- it might be hard to use it with our other domain
I’ve been playing with those algorithms via NetTopologySuite package, and I’m using it for other purposes like finding n closest city facilities to the particular address.
Here I wanted to use some human-advised clues: there is a very high chance that the following (sorted) addresses from the same street will belong to the same district ( even if they occasionally cross the states). We can guide the program to start address/district matching with the very last matched district.
How many comparisons can we avoid? For instance, Calgary (I’ve never been in North America, but I like their open data volume) has:
- 8105 streets
- 379071 addresses
- 777 census communities
If we look at addresses per street distribution (median 32, mean 47), we can assume a lot of invocations can be omitted despite having a big standard deviation (52)
So our human-guided algorithm is as follows:
- while checking if the point is within a particular area, try the last matched area index first
- in other case, check all areas one by one ( you may think of other optimizations here, but it doesn’t matter in this blog post context)
For using that last matched area for the consecutive address, I’m going to use scan function.
Let's first obtain some core data for our computation: addresses and districts.
Depending on your CPU/cores, you may be interested in limiting addresses to not endlessly wait for the computation results during experiments (or you can temporarily provision VM with dozens of cores, I will show that later — here I’m omitting parallelism at all for clarity). Without the limits~350k addresses and ~800 districts will make your CPU busy. Alternatively, you can choose the Ward dataset that only has 12 areas. In theory, the fewer the areas, the more computation to avoid (more consecutive addresses fit into the single area).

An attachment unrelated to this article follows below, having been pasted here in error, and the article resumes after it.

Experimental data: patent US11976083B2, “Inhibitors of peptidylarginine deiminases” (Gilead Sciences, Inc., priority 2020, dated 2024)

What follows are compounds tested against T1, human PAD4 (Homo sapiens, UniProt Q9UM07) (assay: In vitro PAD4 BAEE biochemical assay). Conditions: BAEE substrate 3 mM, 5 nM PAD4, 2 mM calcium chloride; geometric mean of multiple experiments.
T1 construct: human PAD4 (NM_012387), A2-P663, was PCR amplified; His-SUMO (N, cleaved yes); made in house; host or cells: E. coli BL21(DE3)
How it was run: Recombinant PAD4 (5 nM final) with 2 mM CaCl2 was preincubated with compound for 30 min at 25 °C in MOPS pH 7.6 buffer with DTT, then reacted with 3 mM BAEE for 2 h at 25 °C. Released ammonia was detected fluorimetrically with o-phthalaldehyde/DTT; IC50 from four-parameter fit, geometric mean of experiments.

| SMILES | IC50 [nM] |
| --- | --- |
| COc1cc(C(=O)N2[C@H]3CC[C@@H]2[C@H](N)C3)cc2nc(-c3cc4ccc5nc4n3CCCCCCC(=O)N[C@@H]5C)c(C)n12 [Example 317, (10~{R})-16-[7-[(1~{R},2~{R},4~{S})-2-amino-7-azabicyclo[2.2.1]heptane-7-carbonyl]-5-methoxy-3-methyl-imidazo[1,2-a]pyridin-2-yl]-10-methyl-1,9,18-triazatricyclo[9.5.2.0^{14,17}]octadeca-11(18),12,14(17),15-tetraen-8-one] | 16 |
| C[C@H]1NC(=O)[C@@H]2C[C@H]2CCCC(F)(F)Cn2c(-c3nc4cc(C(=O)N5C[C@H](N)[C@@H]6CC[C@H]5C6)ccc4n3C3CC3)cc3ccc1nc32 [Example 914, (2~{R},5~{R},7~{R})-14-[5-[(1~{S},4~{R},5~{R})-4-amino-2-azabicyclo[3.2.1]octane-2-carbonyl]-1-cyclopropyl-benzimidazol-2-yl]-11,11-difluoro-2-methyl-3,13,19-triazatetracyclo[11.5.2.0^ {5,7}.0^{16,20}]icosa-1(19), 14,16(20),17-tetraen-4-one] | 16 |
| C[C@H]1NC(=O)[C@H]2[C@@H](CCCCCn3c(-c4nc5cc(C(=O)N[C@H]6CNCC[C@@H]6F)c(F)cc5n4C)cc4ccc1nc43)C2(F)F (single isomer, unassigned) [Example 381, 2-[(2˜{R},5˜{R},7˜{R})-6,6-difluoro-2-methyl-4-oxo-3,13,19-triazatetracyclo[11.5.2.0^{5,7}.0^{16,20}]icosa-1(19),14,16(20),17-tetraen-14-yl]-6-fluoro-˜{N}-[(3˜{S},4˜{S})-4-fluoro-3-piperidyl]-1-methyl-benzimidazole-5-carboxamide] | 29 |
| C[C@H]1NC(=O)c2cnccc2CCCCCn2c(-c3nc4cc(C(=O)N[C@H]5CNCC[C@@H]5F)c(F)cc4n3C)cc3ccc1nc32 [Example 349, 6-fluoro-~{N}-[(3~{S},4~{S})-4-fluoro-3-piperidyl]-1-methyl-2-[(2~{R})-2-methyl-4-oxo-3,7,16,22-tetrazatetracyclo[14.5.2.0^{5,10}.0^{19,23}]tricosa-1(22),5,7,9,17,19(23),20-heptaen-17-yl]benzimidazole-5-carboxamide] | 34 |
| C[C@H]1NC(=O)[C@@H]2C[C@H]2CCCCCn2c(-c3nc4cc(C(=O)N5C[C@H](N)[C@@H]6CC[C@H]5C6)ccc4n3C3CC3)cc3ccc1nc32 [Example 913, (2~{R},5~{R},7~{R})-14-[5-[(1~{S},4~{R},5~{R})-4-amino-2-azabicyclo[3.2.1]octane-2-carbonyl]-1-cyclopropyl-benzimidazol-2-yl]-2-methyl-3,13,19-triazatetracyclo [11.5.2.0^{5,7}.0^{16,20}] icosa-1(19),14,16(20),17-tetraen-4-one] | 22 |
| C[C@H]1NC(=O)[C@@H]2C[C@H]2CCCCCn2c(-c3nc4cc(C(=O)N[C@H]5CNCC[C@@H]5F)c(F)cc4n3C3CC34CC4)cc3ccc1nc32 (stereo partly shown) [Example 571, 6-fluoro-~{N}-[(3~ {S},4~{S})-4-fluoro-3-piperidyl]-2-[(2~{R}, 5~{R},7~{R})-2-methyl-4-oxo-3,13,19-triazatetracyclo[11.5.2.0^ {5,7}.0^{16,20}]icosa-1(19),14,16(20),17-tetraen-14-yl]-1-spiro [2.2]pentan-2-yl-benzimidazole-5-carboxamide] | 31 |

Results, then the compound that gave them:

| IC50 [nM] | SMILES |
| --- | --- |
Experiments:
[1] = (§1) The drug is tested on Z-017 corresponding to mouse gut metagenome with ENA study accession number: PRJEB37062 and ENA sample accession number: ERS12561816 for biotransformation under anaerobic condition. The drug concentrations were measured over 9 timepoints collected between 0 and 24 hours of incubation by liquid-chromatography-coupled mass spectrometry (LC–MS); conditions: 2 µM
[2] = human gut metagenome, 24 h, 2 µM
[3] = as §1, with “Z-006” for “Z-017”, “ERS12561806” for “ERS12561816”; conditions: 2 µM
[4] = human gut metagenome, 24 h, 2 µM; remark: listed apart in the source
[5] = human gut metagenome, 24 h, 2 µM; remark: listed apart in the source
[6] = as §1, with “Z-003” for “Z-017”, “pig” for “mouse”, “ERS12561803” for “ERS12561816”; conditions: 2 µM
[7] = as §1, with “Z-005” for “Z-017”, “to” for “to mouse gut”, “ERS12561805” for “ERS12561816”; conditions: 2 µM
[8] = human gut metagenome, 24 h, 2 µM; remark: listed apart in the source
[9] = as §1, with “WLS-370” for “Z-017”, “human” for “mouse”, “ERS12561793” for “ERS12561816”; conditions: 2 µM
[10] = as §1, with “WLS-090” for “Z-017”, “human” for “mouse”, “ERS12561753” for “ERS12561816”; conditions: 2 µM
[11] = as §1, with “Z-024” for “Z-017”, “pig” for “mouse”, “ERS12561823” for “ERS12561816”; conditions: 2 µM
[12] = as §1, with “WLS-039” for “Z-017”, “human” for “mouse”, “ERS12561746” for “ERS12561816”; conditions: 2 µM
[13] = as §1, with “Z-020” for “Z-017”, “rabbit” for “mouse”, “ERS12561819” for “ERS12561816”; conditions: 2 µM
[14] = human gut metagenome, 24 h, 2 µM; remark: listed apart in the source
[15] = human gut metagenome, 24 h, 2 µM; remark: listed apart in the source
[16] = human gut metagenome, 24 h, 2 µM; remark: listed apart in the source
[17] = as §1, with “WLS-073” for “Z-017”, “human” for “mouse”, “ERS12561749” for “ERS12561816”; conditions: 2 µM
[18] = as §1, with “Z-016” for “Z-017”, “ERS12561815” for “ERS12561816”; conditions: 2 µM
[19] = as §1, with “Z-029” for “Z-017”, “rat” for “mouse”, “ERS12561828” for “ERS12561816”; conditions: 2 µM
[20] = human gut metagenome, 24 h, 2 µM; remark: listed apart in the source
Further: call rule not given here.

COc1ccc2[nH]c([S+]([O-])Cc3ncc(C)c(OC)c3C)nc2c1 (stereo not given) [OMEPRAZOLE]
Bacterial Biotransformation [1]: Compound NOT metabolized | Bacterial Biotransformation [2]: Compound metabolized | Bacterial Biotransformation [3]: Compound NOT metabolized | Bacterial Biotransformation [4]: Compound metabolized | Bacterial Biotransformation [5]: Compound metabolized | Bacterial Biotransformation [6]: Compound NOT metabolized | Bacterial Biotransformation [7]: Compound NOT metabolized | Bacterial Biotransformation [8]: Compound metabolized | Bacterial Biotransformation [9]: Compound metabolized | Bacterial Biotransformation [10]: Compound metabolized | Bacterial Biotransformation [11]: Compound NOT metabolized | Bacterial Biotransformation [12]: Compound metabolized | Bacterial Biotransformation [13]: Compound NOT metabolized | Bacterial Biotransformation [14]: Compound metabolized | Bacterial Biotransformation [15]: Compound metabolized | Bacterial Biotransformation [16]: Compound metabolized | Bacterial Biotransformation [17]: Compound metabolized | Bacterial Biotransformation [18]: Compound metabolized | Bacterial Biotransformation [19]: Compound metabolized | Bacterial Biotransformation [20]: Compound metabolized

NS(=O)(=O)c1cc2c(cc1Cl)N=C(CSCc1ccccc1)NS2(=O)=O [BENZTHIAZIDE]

Our districts are plain geojson files, but what we really need in our computation is just their indexes; everything else is opaque for our goal right now. The index number is what we actually pair with the address at the end. If we want more data to project in our UI, we should use that index to extract it on demand.
We also need a function to put the last matched index to the head for comparisons. Unfortunately, there is no good functional approach (please community point me in the right direction if I’m mistaken) to swap the elements in the collection in an efficient manner (and with different collection modules as we may be later interested in using Seq in place of List or Array).
If we wanted the one-liner, it could be similar to the following, but it has a huge performance cost:
To avoid declarative swap, we can implement comparisons directly:
Ok, so how much is left to the actual scanning?
Nothing is left as our ‘hintSearch’ matches folder from scan definition:
The remaining boilerplate code is related to setup the init state. Init state is required for most of the fold family of functions but can be hidden with custom module extension for scenarios when it doesn’t bring to much value as our (but I will keep it here nevertheless)
So how many unnecessary computations we’ve actually avoided? Do we have some bugs in the code or misconceptions in our thinking? Can we visualize our process somehow? Can other people try the same with their home or beloved city? To answer those questions, we must have an environment that helps running experiments and modifications quickly.